If this list were ranked by the amount of times I’ve seen the film, The Italian Job would be at the top. This film has almost everything I love. Heists, car chases, fun characters, great dialogue, and clever solutions. It has become the cinematic equivalent of a favorite pizza place, where the particular combination of ingredients don’t seem special, but somehow resonate in a way that is unique. I challenge anyone to hate this movie. It is a perfect piece of entertainment.
9. Cabin in the Woods (Drew Goddard, 2012)
I generally don’t enjoy horror films, mostly because I am a wimp when it comes to jump scares, and also because I have an overactive imagination. But they fascinate me. I love how they have “rules,” as lovingly explored by Scream, but Cabin in the Woods takes it to another level entirely, intertwining the fantastical human sacrifice with the banalities of office work is genius and takes the film beyond most metafiction.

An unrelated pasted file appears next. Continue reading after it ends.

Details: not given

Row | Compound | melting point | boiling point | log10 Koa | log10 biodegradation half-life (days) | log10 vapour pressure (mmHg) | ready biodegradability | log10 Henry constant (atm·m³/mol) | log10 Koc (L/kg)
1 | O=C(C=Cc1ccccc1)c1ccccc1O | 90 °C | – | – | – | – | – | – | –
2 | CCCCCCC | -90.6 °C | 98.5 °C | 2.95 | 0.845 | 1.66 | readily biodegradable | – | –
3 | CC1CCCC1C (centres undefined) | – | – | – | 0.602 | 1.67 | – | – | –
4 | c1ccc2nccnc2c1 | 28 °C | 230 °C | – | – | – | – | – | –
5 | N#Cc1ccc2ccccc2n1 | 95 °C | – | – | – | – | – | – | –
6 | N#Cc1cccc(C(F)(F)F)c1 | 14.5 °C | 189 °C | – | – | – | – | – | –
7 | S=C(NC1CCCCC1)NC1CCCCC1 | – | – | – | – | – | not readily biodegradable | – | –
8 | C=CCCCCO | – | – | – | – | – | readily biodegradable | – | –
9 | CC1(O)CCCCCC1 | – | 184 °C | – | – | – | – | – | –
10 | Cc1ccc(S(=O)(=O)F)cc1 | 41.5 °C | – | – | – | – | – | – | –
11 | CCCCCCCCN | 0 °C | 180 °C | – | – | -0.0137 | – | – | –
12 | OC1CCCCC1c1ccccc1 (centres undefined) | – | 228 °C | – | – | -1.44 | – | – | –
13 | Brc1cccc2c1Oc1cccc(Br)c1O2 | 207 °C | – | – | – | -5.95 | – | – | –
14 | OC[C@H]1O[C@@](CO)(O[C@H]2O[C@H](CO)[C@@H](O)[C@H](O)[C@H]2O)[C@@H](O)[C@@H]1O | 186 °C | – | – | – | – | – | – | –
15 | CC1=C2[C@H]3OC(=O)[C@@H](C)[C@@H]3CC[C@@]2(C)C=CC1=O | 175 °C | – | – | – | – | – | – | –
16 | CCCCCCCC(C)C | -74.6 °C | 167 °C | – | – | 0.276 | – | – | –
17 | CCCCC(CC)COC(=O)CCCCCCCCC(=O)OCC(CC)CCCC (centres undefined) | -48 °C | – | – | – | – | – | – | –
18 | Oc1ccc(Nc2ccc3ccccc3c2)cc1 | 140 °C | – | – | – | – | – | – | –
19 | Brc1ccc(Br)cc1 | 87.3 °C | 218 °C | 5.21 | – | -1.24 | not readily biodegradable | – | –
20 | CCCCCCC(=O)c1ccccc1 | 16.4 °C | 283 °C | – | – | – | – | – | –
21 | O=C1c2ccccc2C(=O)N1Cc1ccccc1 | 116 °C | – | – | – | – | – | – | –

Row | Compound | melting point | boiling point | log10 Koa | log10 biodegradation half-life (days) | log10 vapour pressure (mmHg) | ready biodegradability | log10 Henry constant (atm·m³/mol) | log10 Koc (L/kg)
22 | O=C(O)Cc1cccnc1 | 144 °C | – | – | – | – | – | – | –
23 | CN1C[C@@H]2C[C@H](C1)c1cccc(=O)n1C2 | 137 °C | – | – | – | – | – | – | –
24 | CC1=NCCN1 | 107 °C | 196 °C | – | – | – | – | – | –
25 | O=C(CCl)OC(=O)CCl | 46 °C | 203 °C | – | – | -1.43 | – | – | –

10. Mad Max: Fury Road (George Miller, 2015)
Both a blistering action film and a rally for gender equality, Mad Max: Fury Road may actually be perfect. There is nothing about this film that should be changed, from the simple story to the pounding score by Junkie XL, to the amazing digital photography, editing, and color grading. To have a film work on every single story and technical level and for that film to essentially be a giant car chase is astounding.
*I excised any spots that would have gone to Certified Copy, Grand Budapest Hotel, Stranger Than Fiction, or The Brothers Bloom since I just wrote about them and I’d likely end up repeating myself, which is interesting to no one, not even me, which is generally who I write for.
Author: Ryan Silberstein
Ryan spends his days at a company named one of the best to work for in the Philadelphia area, and his nights
as a mysterious caped vigilante saving his city from the disease that is crime watching movies. He lives on a diet consisting of film, comic books, experimental beer, black coffee, and those big metal historical markers around town. Follow him on Twitter and Letterboxd.